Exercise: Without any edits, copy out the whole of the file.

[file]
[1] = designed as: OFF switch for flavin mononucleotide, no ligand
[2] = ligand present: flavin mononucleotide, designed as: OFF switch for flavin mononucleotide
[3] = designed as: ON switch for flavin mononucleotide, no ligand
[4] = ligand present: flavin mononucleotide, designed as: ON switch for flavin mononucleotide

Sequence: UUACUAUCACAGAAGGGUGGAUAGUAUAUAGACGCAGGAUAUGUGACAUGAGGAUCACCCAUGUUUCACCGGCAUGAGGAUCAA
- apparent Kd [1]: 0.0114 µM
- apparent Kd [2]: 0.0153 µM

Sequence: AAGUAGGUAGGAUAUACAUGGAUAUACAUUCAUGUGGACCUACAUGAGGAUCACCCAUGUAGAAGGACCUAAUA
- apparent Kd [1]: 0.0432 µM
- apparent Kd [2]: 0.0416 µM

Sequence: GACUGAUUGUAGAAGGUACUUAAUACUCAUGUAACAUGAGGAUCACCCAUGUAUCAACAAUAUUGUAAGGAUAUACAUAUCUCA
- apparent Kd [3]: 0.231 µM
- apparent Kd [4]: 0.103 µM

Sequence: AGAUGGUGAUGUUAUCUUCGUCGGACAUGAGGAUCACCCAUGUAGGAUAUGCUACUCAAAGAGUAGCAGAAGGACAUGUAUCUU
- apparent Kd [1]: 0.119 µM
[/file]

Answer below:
[1] = designed as: OFF switch for flavin mononucleotide, no ligand
[2] = ligand present: flavin mononucleotide, designed as: OFF switch for flavin mononucleotide
[3] = designed as: ON switch for flavin mononucleotide, no ligand
[4] = ligand present: flavin mononucleotide, designed as: ON switch for flavin mononucleotide

Sequence: UUACUAUCACAGAAGGGUGGAUAGUAUAUAGACGCAGGAUAUGUGACAUGAGGAUCACCCAUGUUUCACCGGCAUGAGGAUCAA
- apparent Kd [1]: 0.0114 µM
- apparent Kd [2]: 0.0153 µM

Sequence: AAGUAGGUAGGAUAUACAUGGAUAUACAUUCAUGUGGACCUACAUGAGGAUCACCCAUGUAGAAGGACCUAAUA
- apparent Kd [1]: 0.0432 µM
- apparent Kd [2]: 0.0416 µM

Sequence: GACUGAUUGUAGAAGGUACUUAAUACUCAUGUAACAUGAGGAUCACCCAUGUAUCAACAAUAUUGUAAGGAUAUACAUAUCUCA
- apparent Kd [3]: 0.231 µM
- apparent Kd [4]: 0.103 µM

Sequence: AGAUGGUGAUGUUAUCUUCGUCGGACAUGAGGAUCACCCAUGUAGGAUAUGCUACUCAAAGAGUAGCAGAAGGACAUGUAUCUU
- apparent Kd [1]: 0.119 µM